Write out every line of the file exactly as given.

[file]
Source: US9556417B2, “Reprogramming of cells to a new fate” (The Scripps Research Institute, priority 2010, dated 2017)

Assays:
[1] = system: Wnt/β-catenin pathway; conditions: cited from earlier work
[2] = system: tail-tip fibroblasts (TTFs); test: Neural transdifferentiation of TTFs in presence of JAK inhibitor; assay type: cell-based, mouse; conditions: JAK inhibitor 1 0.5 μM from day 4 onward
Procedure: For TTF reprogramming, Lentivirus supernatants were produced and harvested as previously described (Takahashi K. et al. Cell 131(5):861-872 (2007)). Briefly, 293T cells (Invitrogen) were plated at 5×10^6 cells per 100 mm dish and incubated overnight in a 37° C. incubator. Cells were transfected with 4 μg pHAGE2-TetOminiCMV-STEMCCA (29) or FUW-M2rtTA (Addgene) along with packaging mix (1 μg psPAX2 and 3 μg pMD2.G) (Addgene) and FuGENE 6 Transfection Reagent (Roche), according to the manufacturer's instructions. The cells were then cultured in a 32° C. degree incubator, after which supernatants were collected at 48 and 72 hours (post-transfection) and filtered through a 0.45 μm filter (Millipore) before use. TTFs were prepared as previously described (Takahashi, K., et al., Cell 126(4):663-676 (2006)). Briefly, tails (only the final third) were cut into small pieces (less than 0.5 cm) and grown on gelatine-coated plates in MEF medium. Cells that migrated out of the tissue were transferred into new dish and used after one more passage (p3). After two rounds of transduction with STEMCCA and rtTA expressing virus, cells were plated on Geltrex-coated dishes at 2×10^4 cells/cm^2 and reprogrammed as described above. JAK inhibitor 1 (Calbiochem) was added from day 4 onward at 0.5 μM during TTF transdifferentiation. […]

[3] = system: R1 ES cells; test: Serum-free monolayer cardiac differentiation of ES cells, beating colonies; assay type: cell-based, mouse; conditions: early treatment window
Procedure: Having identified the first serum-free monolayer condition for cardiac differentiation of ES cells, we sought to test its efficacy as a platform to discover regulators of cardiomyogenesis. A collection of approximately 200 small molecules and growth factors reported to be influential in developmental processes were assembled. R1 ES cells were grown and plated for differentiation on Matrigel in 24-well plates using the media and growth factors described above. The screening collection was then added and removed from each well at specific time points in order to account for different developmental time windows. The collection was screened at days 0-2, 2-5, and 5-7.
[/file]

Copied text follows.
Source: US9556417B2, “Reprogramming of cells to a new fate” (The Scripps Research Institute, priority 2010, dated 2017)

Assays:
[1] = system: Wnt/β-catenin pathway; conditions: cited from earlier work
[2] = system: tail-tip fibroblasts (TTFs); test: Neural transdifferentiation of TTFs in presence of JAK inhibitor; assay type: cell-based, mouse; conditions: JAK inhibitor 1 0.5 μM from day 4 onward
Procedure: For TTF reprogramming, Lentivirus supernatants were produced and harvested as previously described (Takahashi K. et al. Cell 131(5):861-872 (2007)). Briefly, 293T cells (Invitrogen) were plated at 5×10^6 cells per 100 mm dish and incubated overnight in a 37° C. incubator. Cells were transfected with 4 μg pHAGE2-TetOminiCMV-STEMCCA (29) or FUW-M2rtTA (Addgene) along with packaging mix (1 μg psPAX2 and 3 μg pMD2.G) (Addgene) and FuGENE 6 Transfection Reagent (Roche), according to the manufacturer's instructions. The cells were then cultured in a 32° C. degree incubator, after which supernatants were collected at 48 and 72 hours (post-transfection) and filtered through a 0.45 μm filter (Millipore) before use. TTFs were prepared as previously described (Takahashi, K., et al., Cell 126(4):663-676 (2006)). Briefly, tails (only the final third) were cut into small pieces (less than 0.5 cm) and grown on gelatine-coated plates in MEF medium. Cells that migrated out of the tissue were transferred into new dish and used after one more passage (p3). After two rounds of transduction with STEMCCA and rtTA expressing virus, cells were plated on Geltrex-coated dishes at 2×10^4 cells/cm^2 and reprogrammed as described above. JAK inhibitor 1 (Calbiochem) was added from day 4 onward at 0.5 μM during TTF transdifferentiation. […]

[3] = system: R1 ES cells; test: Serum-free monolayer cardiac differentiation of ES cells, beating colonies; assay type: cell-based, mouse; conditions: early treatment window
Procedure: Having identified the first serum-free monolayer condition for cardiac differentiation of ES cells, we sought to test its efficacy as a platform to discover regulators of cardiomyogenesis. A collection of approximately 200 small molecules and growth factors reported to be influential in developmental processes were assembled. R1 ES cells were grown and plated for differentiation on Matrigel in 24-well plates using the media and growth factors described above. The screening collection was then added and removed from each well at specific time points in order to account for different developmental time windows. The collection was screened at days 0-2, 2-5, and 5-7.